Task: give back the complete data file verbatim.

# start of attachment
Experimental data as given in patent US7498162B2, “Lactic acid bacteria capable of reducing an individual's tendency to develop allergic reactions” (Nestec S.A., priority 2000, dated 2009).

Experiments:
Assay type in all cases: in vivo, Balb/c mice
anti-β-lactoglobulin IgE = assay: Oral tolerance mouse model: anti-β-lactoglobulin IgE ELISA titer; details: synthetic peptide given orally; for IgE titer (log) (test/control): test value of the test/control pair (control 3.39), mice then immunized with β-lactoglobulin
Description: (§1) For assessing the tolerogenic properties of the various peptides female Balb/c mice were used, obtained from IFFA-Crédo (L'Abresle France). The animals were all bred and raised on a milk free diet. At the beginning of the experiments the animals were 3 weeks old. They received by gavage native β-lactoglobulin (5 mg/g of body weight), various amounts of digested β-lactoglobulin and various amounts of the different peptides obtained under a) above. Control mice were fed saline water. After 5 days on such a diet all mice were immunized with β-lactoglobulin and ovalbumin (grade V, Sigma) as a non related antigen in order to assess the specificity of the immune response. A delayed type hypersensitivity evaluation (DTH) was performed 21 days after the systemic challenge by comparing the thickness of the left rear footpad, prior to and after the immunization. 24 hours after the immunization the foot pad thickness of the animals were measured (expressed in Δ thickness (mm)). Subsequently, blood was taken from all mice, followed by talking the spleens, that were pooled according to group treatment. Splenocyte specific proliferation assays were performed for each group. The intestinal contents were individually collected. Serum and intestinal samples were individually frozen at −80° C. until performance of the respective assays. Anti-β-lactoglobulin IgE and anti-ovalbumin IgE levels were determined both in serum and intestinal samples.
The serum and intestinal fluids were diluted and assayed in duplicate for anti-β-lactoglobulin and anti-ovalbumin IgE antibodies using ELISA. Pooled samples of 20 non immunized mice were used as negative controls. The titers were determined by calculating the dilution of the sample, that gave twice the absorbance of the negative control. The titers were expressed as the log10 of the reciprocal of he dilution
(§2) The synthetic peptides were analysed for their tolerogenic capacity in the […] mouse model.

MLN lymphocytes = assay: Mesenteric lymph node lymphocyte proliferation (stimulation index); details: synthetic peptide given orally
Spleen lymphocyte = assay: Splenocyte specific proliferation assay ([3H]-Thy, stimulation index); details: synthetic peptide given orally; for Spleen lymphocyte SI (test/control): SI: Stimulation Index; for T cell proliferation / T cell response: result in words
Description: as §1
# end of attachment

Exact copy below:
Experimental data as given in patent US7498162B2, “Lactic acid bacteria capable of reducing an individual's tendency to develop allergic reactions” (Nestec S.A., priority 2000, dated 2009).

Experiments:
Assay type in all cases: in vivo, Balb/c mice
anti-β-lactoglobulin IgE = assay: Oral tolerance mouse model: anti-β-lactoglobulin IgE ELISA titer; details: synthetic peptide given orally; for IgE titer (log) (test/control): test value of the test/control pair (control 3.39), mice then immunized with β-lactoglobulin
Description: (§1) For assessing the tolerogenic properties of the various peptides female Balb/c mice were used, obtained from IFFA-Crédo (L'Abresle France). The animals were all bred and raised on a milk free diet. At the beginning of the experiments the animals were 3 weeks old. They received by gavage native β-lactoglobulin (5 mg/g of body weight), various amounts of digested β-lactoglobulin and various amounts of the different peptides obtained under a) above. Control mice were fed saline water. After 5 days on such a diet all mice were immunized with β-lactoglobulin and ovalbumin (grade V, Sigma) as a non related antigen in order to assess the specificity of the immune response. A delayed type hypersensitivity evaluation (DTH) was performed 21 days after the systemic challenge by comparing the thickness of the left rear footpad, prior to and after the immunization. 24 hours after the immunization the foot pad thickness of the animals were measured (expressed in Δ thickness (mm)). Subsequently, blood was taken from all mice, followed by talking the spleens, that were pooled according to group treatment. Splenocyte specific proliferation assays were performed for each group. The intestinal contents were individually collected. Serum and intestinal samples were individually frozen at −80° C. until performance of the respective assays. Anti-β-lactoglobulin IgE and anti-ovalbumin IgE levels were determined both in serum and intestinal samples.
The serum and intestinal fluids were diluted and assayed in duplicate for anti-β-lactoglobulin and anti-ovalbumin IgE antibodies using ELISA. Pooled samples of 20 non immunized mice were used as negative controls. The titers were determined by calculating the dilution of the sample, that gave twice the absorbance of the negative control. The titers were expressed as the log10 of the reciprocal of he dilution
(§2) The synthetic peptides were analysed for their tolerogenic capacity in the […] mouse model.

MLN lymphocytes = assay: Mesenteric lymph node lymphocyte proliferation (stimulation index); details: synthetic peptide given orally
Spleen lymphocyte = assay: Splenocyte specific proliferation assay ([3H]-Thy, stimulation index); details: synthetic peptide given orally; for Spleen lymphocyte SI (test/control): SI: Stimulation Index; for T cell proliferation / T cell response: result in words
Description: as §1